What does a Retirement Financial Advisor do?

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  • Written By: Alexis W.
  • Edited By: Heather Bailey
  • Last Modified Date: 28 October 2018
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A retirement financial advisor works with individuals to help them prepare for retirement. This may involve helping a person set his retirement goals and determine how much money he needs to be able to retire comfortably and meet those goals. A retirement financial advisor may also give investment advice, help clients balance their portfolios, and even purchase investments for his clients.

Saving for retirement is an important goal for working individuals, as one day every individual will likely need to stop working and turn to his savings, along with help from the government, to provide him with money to live on. In order to save for retirement, individuals put aside money which they then must invest. There are numerous ways to invest money for retirement, and for some individuals, deciding how best to do so can be daunting.

A retirement financial advisor generally begins by guiding the person toward determining how much he needs to save. Most investing experts believe it is important to save enough that the investments can generate sufficient income through interest and returns on the investment. This way, the investor can avoid touching the principal he has saved and is thus not in danger of spending down the total amount saved and running out of money.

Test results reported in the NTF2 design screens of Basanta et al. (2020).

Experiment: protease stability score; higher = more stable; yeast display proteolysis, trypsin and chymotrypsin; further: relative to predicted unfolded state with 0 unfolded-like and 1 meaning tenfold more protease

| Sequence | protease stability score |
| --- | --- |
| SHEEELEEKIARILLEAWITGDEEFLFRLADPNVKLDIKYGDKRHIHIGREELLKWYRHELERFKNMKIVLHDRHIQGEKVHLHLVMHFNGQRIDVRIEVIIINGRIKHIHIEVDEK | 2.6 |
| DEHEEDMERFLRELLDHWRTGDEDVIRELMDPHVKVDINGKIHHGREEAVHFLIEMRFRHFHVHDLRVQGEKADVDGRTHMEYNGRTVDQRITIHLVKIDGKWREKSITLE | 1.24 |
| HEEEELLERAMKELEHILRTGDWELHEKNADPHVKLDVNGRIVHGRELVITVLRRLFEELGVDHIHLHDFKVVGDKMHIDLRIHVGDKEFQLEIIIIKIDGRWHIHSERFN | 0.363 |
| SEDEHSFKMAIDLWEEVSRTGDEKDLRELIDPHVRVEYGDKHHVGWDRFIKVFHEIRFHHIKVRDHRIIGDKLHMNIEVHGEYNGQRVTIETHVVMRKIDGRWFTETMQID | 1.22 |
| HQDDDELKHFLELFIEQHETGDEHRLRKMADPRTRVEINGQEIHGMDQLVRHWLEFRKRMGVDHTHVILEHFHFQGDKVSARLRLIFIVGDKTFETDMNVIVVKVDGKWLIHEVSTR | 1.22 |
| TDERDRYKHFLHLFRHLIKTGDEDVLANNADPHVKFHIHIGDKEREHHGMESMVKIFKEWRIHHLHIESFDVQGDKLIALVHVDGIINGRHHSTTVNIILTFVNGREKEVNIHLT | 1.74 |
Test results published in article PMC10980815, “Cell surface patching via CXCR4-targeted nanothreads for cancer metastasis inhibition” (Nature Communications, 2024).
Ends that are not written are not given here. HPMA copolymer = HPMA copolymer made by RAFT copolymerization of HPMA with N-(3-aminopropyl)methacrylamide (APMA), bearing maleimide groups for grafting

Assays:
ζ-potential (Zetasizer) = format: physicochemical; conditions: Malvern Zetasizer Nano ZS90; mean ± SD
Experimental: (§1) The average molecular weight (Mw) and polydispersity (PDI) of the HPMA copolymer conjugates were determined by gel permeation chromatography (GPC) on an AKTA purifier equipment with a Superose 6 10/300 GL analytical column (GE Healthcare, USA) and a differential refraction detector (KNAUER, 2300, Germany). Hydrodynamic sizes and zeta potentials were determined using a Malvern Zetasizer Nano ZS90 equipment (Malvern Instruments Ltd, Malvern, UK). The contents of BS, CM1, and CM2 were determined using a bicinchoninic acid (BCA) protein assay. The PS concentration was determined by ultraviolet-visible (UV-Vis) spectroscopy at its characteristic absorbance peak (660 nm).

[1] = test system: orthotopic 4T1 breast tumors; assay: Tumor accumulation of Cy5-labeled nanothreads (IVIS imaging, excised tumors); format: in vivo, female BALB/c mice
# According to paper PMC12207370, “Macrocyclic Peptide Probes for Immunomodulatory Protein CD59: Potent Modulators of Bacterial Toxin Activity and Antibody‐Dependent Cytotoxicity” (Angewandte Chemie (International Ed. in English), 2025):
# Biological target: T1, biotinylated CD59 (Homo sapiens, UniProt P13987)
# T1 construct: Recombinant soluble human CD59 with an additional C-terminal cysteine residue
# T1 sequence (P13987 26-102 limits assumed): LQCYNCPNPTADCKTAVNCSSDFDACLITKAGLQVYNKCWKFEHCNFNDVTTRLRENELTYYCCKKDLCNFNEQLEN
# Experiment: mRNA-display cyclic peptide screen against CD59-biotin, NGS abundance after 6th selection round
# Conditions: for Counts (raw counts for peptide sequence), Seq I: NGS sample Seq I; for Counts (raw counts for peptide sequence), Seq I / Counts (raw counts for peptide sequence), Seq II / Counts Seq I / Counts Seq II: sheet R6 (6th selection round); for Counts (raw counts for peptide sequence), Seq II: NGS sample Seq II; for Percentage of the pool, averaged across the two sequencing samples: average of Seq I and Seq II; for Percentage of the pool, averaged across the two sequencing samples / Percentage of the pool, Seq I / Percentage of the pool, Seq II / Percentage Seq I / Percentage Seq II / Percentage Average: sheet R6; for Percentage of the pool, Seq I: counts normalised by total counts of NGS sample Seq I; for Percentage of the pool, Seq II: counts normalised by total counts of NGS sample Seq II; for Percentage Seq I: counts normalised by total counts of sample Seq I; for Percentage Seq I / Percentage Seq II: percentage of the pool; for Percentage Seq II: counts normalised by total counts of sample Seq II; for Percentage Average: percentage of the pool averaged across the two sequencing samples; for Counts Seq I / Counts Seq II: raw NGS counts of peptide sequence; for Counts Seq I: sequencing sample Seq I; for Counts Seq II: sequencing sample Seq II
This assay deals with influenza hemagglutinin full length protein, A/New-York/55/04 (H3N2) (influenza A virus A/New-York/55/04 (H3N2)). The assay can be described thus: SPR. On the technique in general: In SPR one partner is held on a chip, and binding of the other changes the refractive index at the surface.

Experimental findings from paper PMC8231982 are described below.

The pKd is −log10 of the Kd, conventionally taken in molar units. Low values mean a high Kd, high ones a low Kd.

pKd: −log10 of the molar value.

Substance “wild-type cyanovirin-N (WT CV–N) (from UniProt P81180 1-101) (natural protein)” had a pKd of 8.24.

To determine how much to save for the interest to generate sufficient income, it is important to know how much income will be required and what rate of return the investor is likely to experience. A retirement financial advisor can help a person answer all these questions. The advisor will use financial calendars and projections and calculators to help determine how much his client should set aside.

Once the client knows how much money to save, he must know what to do with that money. Different investments generate different rates of return, but also have different risk levels. For example, purchasing stocks — or shares of ownership in public companies — may have a higher potential rate of return than purchasing bonds, which are corporate or government debt.

The appropriate allocation of retirement money depends on the investor's age and tolerance for risk. Generally, investors should have a mix of risky and less risky investments, with the specific proportions of each varying depending on his age. An investor also typically wants to invest his retirement money in several different types of investments so he doesn't risk losing it all on one investment vehicle. A retirement financial advisor can help the investor decide on the right mix, achieving what experts refer to as a "balanced" portfolio.



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